8th November, 2016
The US election has been taken as somewhat of a soap opera in Australia and it’s easy to dismiss it as such, but it could yet have very real implications for Australian small businesses.
No matter whether Clinton or Trump gets up, it will have both direct and indirect impacts on Australian businesses.
According to the Department of Foreign Affairs and Trade China invests about $75 billion in Australia, which is not chump change, but the US invests a whopping $860 billion in Australia.
Economist Mark Wallace from RPS Australia told The Pulse that the implications for SMEs were huge when you drilled down into the numbers.
“People underestimate just how important the US economy is to Australia,” said Wallace.
“People always think about China, Japan, and other places – the thing is that the bulk of those exports are bulk commodity exports, agriculture, or mining.”
By contrast, Australia sells more manufactured goods and services into the US market – sectors that are within the SME wheelhouse.
Any policy decision in the US which affects the US economy or its trade has the possibility of knocking around the Australian SME space.
It’s probably not a great sign then that both candidates have come out against increased trade opportunities.
Wallace said the SMEs which would feel the biggest impact of the US election are those which are ‘trade affected’, or sell into the US market.
He said both Clinton and Trump had expressed views which made an increase in trade with the US unlikely.
Both candidates have come out against the Transpacific Partnership (TPP), a huge regional free trade deal between 12 countries – including the US and Australia.
If it proceeds, it promises to open up further trade opportunities for Australian SMEs by removing some of the roadblocks currently faced in doing business with the US.
“If that [TPP] doesn’t proceed…it puts [SMEs] on the back foot in terms of investment or expansion opportunities,” said Wallace.
“They’ve both taken quite a protectionist approach to their economic policies in response to populism in the US.
“They’ve have moved to a protectionist position. We’re a small and open economy, so protectionist policies by any of the large economies is a risk to us.”
If there’s one common theme which has emerged from this long-running and brutal election campaign, it’s that most just want it to be over.
“With both candidates you have potential for an extended period of uncertainty, and that’s the biggest issue,” Wallace said.
With Clinton there’s the possibility of policy gridlock as she attempts to work with a Republican-led Congress, and with Trump there’s uncertainty in his ability to govern.
Wallace said the uncertainty had the possibility of re-shaping the value of the Australian dollar.
“In those instances, we would expect to see devaluation in the US dollar, and that will probably be over the next 12 to 18 months,” he said.
He predicted that the Australian dollar may rise to as high as 90 to 95 cents in those circumstances.
A high Australian dollar is not good for businesses such as tourism, but good for those who order goods or services from the US.
For those looking to export, however, the news isn’t so great.
He did predict a ‘relief bounce’ in US currency and the markets in the short term simply because the election would be over and there would be more certainty around the future.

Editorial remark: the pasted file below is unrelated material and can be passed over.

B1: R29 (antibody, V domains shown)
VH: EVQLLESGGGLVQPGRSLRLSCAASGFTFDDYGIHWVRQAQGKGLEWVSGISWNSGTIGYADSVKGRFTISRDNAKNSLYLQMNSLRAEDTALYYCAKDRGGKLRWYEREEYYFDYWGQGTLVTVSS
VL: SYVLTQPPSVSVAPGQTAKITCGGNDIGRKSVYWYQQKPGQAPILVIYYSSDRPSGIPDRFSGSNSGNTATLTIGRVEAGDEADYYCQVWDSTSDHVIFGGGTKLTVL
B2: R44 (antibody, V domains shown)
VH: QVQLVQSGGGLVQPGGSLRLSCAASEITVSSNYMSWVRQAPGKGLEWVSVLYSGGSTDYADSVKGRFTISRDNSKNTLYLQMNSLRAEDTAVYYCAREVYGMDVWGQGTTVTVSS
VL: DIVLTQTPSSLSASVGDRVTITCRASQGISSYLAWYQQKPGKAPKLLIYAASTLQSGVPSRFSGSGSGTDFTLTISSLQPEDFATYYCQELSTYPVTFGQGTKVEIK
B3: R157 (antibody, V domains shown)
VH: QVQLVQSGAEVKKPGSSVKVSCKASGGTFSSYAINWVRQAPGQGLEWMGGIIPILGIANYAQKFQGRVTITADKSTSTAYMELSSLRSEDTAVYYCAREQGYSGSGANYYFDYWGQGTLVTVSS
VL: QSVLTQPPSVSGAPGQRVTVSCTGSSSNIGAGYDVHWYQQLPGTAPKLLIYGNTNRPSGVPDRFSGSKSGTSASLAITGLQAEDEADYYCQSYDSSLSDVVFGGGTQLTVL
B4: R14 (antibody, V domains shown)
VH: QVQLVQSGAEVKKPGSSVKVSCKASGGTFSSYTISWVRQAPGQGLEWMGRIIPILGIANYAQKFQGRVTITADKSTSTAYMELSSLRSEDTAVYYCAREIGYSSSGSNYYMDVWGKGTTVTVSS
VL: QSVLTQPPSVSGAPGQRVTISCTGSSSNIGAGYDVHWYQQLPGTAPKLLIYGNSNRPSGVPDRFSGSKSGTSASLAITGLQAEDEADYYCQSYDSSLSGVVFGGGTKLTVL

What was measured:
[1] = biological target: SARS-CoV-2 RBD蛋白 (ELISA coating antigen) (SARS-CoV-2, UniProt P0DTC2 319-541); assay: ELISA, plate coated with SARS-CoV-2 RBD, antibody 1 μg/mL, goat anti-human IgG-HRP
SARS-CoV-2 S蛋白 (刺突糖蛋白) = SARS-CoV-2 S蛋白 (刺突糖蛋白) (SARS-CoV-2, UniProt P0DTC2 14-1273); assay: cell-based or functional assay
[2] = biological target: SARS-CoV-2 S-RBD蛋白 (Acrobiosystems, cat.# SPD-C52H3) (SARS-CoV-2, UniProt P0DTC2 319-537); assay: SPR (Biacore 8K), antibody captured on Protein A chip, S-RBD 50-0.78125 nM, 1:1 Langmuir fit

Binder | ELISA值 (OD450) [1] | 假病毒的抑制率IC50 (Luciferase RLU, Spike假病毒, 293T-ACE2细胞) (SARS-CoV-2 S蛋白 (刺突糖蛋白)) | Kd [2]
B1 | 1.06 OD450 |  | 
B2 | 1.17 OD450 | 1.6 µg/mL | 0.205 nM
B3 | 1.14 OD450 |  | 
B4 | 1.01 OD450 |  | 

The longer term is harder to read, though.
Westpac did have a crack last week though, saying a Trump victory “has larger long-term global ramifications than Brexit.”
The Australian quoted the bank’s economists as saying that Clinton offered a better chance for “immediate and long-run US growth prospects” while a Trump victory would “produce greater volatility and a weaker US dollar”.
Invariably, economists have about the same record as soothsayers – which leads Wallace to believe that the only thing you can believe in is that you can’t believe in anything.
But, there are fundamentals which can help SMEs make it through, no matter what the geopolitical situation holds.
While we live in very interesting times, Wallace takes a longer-term view of what’s happening right now.
“The current election process and associated economic climate has been in the works for about ten years. We saw similar trends coming through with the Tea Party, with Brexit,” said Wallace.
“People are disenfranchised and they’re looking for answers.
“Those answers are coming in the form that ‘things used to be better’, there was more opportunity, ‘this group is to blame’ – all those things create economic volatility and political uncertainty.”
Yet, despite all the uncertainty over the last ten years, canny small businesses have found a way.
“There are those businesses which have been entrepreneurial. They’ve been innovative and been willing to recognise what the actual risks are rather than perceived risks,” said Wallace.
“People were afraid to set up business because they were afraid of losing their livelihood. But those who have done that and set up businesses with strong cash flow have done exceptionally well.”
In the end, cash flow is king.
“[Cash flow] always has been and always will be [paramount]. [Uncertainty in] the economic and political climate…are only exacerbated when you don’t have strong cash flow,” Wallace said.
“With strong cash flow you can be a very resilient business, and it gives you opportunities to innovate and expand into new markets.”
The US election and any developments in the economic fortunes of the US always has the potential to shake the fortunes of the Australian SME sector at large.
No matter how choppy the waters, a captain with skill and courage will always be able to plot a path forward.